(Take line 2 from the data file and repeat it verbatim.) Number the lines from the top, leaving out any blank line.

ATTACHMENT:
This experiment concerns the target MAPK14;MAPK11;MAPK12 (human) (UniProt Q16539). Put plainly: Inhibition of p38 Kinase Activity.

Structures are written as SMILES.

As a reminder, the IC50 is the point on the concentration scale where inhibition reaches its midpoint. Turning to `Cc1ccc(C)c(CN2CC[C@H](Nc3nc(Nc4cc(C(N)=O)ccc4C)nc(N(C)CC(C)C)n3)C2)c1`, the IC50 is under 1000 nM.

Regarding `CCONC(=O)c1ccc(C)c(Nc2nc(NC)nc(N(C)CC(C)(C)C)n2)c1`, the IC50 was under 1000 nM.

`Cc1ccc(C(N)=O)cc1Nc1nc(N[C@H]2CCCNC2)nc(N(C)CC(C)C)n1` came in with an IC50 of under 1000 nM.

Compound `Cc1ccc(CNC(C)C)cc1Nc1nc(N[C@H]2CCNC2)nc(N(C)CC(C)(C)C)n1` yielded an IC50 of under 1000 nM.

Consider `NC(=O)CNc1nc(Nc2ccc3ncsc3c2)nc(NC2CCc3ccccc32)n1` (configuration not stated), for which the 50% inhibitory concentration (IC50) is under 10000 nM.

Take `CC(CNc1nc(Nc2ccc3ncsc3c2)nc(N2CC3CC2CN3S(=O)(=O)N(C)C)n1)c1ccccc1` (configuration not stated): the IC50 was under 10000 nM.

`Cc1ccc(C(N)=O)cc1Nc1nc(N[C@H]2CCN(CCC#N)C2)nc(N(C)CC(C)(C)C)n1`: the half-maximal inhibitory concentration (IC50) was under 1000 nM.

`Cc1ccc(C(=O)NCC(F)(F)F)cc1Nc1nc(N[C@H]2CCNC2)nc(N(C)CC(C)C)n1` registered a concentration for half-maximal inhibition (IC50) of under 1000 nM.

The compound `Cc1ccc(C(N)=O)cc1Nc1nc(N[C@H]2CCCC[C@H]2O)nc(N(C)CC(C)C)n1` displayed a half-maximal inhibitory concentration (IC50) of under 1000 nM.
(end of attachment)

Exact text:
Structures are written as SMILES.